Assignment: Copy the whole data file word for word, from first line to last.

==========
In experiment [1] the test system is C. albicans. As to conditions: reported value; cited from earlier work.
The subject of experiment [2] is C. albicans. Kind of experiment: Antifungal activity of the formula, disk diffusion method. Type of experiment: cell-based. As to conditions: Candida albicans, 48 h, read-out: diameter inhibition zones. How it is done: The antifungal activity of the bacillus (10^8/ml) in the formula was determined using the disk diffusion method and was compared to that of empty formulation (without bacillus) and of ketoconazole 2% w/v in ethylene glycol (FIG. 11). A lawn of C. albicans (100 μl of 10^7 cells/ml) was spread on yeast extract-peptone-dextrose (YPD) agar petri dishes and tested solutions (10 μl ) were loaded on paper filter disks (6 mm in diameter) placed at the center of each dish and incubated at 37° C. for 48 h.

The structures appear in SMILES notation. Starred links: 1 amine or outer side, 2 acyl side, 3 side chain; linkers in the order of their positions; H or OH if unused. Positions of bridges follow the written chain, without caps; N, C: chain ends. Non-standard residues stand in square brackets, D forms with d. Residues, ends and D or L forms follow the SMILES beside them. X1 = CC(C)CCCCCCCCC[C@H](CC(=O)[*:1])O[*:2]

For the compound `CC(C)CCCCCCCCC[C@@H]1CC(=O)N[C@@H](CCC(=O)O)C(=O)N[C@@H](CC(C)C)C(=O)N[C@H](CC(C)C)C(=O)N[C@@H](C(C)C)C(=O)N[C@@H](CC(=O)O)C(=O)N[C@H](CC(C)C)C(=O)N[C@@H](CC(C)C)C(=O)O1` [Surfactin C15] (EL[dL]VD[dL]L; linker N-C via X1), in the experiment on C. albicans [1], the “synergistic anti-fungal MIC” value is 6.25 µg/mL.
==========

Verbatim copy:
In experiment [1] the test system is C. albicans. As to conditions: reported value; cited from earlier work.
The subject of experiment [2] is C. albicans. Kind of experiment: Antifungal activity of the formula, disk diffusion method. Type of experiment: cell-based. As to conditions: Candida albicans, 48 h, read-out: diameter inhibition zones. How it is done: The antifungal activity of the bacillus (10^8/ml) in the formula was determined using the disk diffusion method and was compared to that of empty formulation (without bacillus) and of ketoconazole 2% w/v in ethylene glycol (FIG. 11). A lawn of C. albicans (100 μl of 10^7 cells/ml) was spread on yeast extract-peptone-dextrose (YPD) agar petri dishes and tested solutions (10 μl ) were loaded on paper filter disks (6 mm in diameter) placed at the center of each dish and incubated at 37° C. for 48 h.

The structures appear in SMILES notation. Starred links: 1 amine or outer side, 2 acyl side, 3 side chain; linkers in the order of their positions; H or OH if unused. Positions of bridges follow the written chain, without caps; N, C: chain ends. Non-standard residues stand in square brackets, D forms with d. Residues, ends and D or L forms follow the SMILES beside them. X1 = CC(C)CCCCCCCCC[C@H](CC(=O)[*:1])O[*:2]

For the compound `CC(C)CCCCCCCCC[C@@H]1CC(=O)N[C@@H](CCC(=O)O)C(=O)N[C@@H](CC(C)C)C(=O)N[C@H](CC(C)C)C(=O)N[C@@H](C(C)C)C(=O)N[C@@H](CC(=O)O)C(=O)N[C@H](CC(C)C)C(=O)N[C@@H](CC(C)C)C(=O)O1` [Surfactin C15] (EL[dL]VD[dL]L; linker N-C via X1), in the experiment on C. albicans [1], the “synergistic anti-fungal MIC” value is 6.25 µg/mL.